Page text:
Effects of COX-2 inhibitors on ROS produced by Chlamydia pneumoniae-primed human promonocytic cells (THP-1)

Ange Mouithys-Mickalad, Ginette Deby-Dupont, Jean-Michel Dogne, Xavier de Leval, Stephan Kohnen, Rachel Navet, Francis Sluse, Maryse Hoebeke, Bernard Pirotte, Maurice Lamy

Research output: Contribution to journalArticlepeer-review


Chronic inflammation through foam cells and macrophages is important in atherosclerosis development, and can be considered as therapeutic targets. Cyclooxygenase and NADPH-oxidase were expressed within atherosclerotic lesions. Reactive oxygen species produced by NADPH oxidase were found to trigger the cyclooxygenase-2 expression. The effects of preferential COX-2 inhibitors on ROS produced by Chlamydia-primed human monocytes (THP-1 cells) were evaluated by fluorescence, chemiluminescence, oxymetry, and EPR spin trapping. Fluorescence assays showed an increased production of ROS with Chlamydia versus cells primed by 10(-8)M PMA. COX-2 inhibitors inhibited in a dose-dependent manner the luminol-enhanced CL while ibuprofen and diclofenac increased the chemiluminescence response. By EPR spin trapping, COX-2 inhibitors, ibuprofen, and diclofenac, exhibited a dose-dependent inhibiting effect (10 and 100muM) on the EPR signal appearance. Our cell model combining EPR, chemiluminescence, and oxymetry appeared relevant to study the modulating effects of preferential COX-2 inhibitors on the cell oxidant activity and chronic inflammatory diseases.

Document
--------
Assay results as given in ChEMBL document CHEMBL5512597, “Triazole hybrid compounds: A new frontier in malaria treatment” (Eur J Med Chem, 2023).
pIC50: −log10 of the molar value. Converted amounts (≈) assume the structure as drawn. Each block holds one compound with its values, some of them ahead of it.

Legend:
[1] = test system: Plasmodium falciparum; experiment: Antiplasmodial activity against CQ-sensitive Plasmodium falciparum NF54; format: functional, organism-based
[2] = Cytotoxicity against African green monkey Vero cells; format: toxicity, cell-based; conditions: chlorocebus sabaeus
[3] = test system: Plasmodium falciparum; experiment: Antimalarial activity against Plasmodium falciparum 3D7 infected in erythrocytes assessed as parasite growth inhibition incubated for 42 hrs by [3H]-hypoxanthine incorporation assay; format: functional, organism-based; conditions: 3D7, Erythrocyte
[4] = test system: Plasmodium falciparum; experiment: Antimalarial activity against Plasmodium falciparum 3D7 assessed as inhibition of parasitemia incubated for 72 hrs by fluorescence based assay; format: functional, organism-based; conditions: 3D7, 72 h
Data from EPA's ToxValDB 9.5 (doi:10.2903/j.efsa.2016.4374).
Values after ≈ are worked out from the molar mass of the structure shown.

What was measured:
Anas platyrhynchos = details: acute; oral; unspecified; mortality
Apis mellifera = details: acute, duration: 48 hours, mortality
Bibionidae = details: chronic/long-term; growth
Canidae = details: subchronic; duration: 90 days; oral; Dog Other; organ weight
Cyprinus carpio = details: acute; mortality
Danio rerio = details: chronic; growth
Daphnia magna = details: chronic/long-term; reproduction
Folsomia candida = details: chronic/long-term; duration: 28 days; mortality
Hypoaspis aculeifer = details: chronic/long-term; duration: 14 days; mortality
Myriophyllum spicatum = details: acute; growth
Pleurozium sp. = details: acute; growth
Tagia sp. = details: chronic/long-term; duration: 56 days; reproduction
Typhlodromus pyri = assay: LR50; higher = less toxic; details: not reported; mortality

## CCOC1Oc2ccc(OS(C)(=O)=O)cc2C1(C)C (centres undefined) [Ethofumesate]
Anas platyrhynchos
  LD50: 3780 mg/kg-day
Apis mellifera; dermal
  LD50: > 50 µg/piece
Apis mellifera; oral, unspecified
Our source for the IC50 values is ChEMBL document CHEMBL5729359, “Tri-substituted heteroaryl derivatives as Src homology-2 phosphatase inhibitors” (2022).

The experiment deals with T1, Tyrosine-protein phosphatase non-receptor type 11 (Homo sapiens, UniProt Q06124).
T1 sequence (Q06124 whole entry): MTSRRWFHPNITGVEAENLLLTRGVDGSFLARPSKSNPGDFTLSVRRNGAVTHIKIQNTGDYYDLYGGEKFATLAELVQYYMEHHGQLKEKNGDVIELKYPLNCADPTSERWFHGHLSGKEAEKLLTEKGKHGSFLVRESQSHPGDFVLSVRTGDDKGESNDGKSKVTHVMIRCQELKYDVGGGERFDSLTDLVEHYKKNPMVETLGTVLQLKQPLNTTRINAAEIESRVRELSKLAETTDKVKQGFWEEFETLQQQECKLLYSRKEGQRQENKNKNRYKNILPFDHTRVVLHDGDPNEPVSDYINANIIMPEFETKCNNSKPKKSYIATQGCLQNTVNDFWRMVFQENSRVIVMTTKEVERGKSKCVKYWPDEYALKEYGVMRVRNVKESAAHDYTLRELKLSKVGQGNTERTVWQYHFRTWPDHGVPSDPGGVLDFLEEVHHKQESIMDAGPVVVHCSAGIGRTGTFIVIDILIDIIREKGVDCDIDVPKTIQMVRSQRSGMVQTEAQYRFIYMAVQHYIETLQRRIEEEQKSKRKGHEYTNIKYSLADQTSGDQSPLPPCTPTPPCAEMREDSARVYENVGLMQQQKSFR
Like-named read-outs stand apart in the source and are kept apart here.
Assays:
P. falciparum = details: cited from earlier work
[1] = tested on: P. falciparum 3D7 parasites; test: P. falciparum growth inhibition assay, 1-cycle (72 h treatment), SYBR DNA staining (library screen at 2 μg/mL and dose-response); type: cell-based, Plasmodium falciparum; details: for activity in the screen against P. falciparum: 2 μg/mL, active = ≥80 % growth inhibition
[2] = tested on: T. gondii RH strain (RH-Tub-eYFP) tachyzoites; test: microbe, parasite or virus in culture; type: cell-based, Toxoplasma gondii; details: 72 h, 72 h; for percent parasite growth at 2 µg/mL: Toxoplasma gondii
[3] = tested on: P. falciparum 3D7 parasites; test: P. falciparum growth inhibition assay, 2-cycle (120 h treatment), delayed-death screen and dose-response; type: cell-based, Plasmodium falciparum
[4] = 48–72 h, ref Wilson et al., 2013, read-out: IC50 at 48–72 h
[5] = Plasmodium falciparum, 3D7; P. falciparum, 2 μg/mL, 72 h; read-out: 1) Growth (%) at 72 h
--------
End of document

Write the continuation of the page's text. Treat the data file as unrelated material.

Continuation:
Original languageEnglish
Pages (from-to)1122-30
Number of pages9
JournalBiochemical and Biophysical Research Communications
Issue number4
Publication statusPublished - 24 Dec 2004


  • Arteriosclerosis
  • Cell Differentiation
  • Cell Line
  • Chlamydophila pneumoniae
  • Cyclooxygenase Inhibitors
  • Dose-Response Relationship, Drug
  • Free Radicals
  • Humans
  • Inflammation
  • Macrophages
  • Monocytes
  • Reactive Oxygen Species
  • Tetradecanoylphorbol Acetate


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